Stuck post in carbon frame

#1
My seat post is frozen in my carbon framed Trek 9.7, What's worse, it's a dropper post that occasionally needs disassembly and cleaning to function. Anyone have experience with un-freezing a post in a carbon frame? Don't know if I can use the usual stuff (WD-40, PB Blaster, heat/cold). Any help is appreciated.
Thanks,
MW
 
#2
My seat post is frozen in my carbon framed Trek 9.7, What's worse, it's a dropper post that occasionally needs disassembly and cleaning to function. Anyone have experience with un-freezing a post in a carbon frame? Don't know if I can use the usual stuff (WD-40, PB Blaster, heat/cold). Any help is appreciated.
Thanks,
MW
Relatively new bike? I got a new frame for my Horsethief for the exact same thing - lbs couldn't get the busted dropper post out, so new frame.
 

Jmann

Well-Known Member
#6
Man, usually hear about this with aluminum post in a steel frame. Carbon fiber doesn’t expand like metal when heat is applied, so the old trick of freezing then heating the frame doesn’t apply. I don’t have any good advice, but curious what others have to say. I’ve always had success with industrial Aero kroil penetrating fluid on metal, so penetrating fluid is my usual go to. But no carbon experience.
 
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THATmanMANNY

Well-Known Member
#7
FLIPSIDE. This happened to my alum road bike and carbon post. Don't know if it's recommended but I did use WD-40 and let it sit a couple days. Spraying a couple times a day from the top and bottom (removed threaded bottom bracket). It eventually came out but the carbon post was FUBAR.

you are going to need some kind of oil/lube. You may get better leverage by putting the post in a vice grip or stand that fits it and rotating the frame. JUST DO IT. Good luck and report back. :popcorn:
 
#9
My seat post is frozen in my carbon framed Trek 9.7, What's worse, it's a dropper post that occasionally needs disassembly and cleaning to function. Anyone have experience with un-freezing a post in a carbon frame? Don't know if I can use the usual stuff (WD-40, PB Blaster, heat/cold). Any help is appreciated.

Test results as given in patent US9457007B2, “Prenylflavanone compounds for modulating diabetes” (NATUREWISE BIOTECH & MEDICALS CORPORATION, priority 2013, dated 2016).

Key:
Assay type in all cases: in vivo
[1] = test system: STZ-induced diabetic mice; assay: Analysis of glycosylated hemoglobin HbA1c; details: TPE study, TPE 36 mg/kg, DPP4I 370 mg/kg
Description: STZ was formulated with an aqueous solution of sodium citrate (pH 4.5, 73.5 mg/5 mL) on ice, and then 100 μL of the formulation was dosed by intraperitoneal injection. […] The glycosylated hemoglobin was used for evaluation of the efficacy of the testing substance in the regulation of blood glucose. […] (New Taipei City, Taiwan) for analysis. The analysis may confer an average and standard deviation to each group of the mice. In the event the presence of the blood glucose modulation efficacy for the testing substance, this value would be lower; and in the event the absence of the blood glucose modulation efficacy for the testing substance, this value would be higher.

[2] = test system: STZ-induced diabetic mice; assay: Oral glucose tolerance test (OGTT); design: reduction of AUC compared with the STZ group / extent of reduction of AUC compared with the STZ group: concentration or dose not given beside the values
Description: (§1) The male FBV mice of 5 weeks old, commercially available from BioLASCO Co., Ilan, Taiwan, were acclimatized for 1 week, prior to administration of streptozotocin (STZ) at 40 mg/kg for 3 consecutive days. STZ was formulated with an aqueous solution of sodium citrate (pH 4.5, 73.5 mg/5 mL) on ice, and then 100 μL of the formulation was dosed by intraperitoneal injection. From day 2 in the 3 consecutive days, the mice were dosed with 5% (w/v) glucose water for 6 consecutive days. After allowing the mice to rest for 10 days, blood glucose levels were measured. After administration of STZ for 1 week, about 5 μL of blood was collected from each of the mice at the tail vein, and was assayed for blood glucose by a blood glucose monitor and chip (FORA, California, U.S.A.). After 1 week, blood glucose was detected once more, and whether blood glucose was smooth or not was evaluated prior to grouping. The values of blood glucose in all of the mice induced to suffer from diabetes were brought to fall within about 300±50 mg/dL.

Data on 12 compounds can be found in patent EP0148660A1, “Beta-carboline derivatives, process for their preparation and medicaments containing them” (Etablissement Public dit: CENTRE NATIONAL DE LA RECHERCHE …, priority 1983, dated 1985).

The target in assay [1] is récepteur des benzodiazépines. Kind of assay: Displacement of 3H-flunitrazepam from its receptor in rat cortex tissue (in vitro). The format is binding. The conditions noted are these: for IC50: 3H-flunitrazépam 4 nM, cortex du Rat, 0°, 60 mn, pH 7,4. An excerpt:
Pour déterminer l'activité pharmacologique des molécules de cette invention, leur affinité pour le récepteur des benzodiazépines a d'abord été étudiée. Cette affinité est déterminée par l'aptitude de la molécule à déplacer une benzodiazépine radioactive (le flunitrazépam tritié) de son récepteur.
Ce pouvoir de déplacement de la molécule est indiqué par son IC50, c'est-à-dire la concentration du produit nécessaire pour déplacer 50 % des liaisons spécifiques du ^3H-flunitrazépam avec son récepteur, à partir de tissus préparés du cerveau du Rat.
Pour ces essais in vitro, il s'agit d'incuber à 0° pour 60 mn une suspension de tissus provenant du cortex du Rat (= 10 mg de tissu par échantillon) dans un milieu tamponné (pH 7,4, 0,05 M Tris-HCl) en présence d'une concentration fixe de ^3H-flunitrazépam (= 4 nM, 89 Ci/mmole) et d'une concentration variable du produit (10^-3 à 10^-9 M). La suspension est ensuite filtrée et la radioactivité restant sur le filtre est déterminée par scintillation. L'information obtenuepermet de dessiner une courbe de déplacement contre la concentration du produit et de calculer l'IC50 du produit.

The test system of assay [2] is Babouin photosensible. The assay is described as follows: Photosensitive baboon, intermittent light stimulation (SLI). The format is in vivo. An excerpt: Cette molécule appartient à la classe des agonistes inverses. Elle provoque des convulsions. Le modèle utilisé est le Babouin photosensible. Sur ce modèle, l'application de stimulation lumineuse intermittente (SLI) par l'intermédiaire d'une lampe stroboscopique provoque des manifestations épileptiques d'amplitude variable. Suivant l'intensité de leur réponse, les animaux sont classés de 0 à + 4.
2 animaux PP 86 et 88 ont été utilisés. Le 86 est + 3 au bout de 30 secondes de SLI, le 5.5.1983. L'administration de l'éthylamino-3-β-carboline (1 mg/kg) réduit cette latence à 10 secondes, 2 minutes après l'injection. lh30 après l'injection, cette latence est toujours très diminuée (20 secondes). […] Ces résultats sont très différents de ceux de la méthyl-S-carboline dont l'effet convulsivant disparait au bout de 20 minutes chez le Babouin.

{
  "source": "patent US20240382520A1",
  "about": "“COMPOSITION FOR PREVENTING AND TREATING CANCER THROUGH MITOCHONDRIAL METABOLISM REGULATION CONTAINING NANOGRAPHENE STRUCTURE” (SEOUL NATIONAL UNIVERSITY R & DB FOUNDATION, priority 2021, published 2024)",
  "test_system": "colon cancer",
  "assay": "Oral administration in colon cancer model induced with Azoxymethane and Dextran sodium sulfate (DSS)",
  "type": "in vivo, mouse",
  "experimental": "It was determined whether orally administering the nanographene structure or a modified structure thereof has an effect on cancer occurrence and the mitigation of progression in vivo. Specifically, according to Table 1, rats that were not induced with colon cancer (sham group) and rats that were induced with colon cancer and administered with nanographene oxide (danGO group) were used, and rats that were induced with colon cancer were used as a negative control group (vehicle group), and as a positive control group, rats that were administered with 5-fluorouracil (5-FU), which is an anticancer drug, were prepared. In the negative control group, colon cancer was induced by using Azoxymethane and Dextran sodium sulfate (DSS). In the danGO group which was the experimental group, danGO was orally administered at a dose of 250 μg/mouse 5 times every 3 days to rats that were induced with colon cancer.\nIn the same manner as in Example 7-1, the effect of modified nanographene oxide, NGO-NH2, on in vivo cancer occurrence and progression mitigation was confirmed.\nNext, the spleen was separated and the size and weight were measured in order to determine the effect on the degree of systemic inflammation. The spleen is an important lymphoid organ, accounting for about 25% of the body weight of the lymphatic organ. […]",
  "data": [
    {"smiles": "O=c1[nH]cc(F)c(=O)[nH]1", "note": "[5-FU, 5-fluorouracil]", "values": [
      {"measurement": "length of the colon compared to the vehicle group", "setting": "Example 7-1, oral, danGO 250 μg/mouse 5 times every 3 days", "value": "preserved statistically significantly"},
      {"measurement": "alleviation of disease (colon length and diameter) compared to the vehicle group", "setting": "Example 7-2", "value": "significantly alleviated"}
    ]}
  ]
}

Thanks,
MW
i have had to tackle this one quite a few times. Ammonia did the trick when it was aluminum to carbon. You can typically pick it up and any supermarket or hardware store. Best of luck.
 

knobbyhead

Well-Known Member
#12
Pics, or this tool does not exist.

Meanwhile, I'm gonna loosen my post clamp and move it around a bit.
Not sure if you are serious.
It's a secret, I'm sure he's not telling. I read about one guy on the interwebs, removing seat posts is his full-time job. He developed 2 tools for the job and he is tight lipped at what they are. Apparently he has close too 100% success rate at saving frames. Seat posts not so much.
I hope before he dies he gets an apprentice.

And here he is: http://theseatpostman.com/
 
#15
Not sure if you are serious.
It's a secret, I'm sure he's not telling. I read about one guy on the interwebs, removing seat posts is his full-time job. He developed 2 tools for the job and he is tight lipped at what they are. Apparently he has close too 100% success rate at saving frames. Seat posts not so much.
I hope before he dies he gets an apprentice.

And here he is: http://theseatpostman.com/
Makes me wonder if bikes are air tight if you cap everything off and pressurize the seat tube out
 

RobW

Well-Known Member
#16
Makes me wonder if bikes are air tight if you cap everything off and pressurize the seat tube out
Since it’s nested in there good, you may be able to shoot high pressure air through a small rubber nozzle adapter between the post and seat tube there is a chance to loosen it... used to use that technique to de-nest containers that were out of spec.
 

jdog

Shop: Halter's Cycles
Shop Keep
#17
Since it’s nested in there good, you may be able to shoot high pressure air through a small rubber nozzle adapter between the post and seat tube there is a chance to loosen it... used to use that technique to de-nest containers that were out of spec.
No chance on that technique. You would get a blow by of air but that wouldn’t break the post free. This is often Galvanic corrosion which is a chemical bond.

I’ve finally found a set of tools that works most of the time, but sometimes you still break a post and have to Caveman the rest out.
 

Xler8

Well-Known Member
#18
Always lube your post... no matter the frame material. The alternative is to keep the post free from binding by simply loosening it and giving it a 1/4 or 1/8 of a turn now and then....
 
#19
Not sure if you are serious.
It's a secret, I'm sure he's not telling. I read about one guy on the interwebs, removing seat posts is his full-time job. He developed 2 tools for the job and he is tight lipped at what they are. Apparently he has close too 100% success rate at saving frames. Seat posts not so much.
I hope before he dies he gets an apprentice.

And here he is: http://theseatpostman.com/
Thanks, good site but he's in England. Would have to ship the frame there. Might be worth it if all else fails.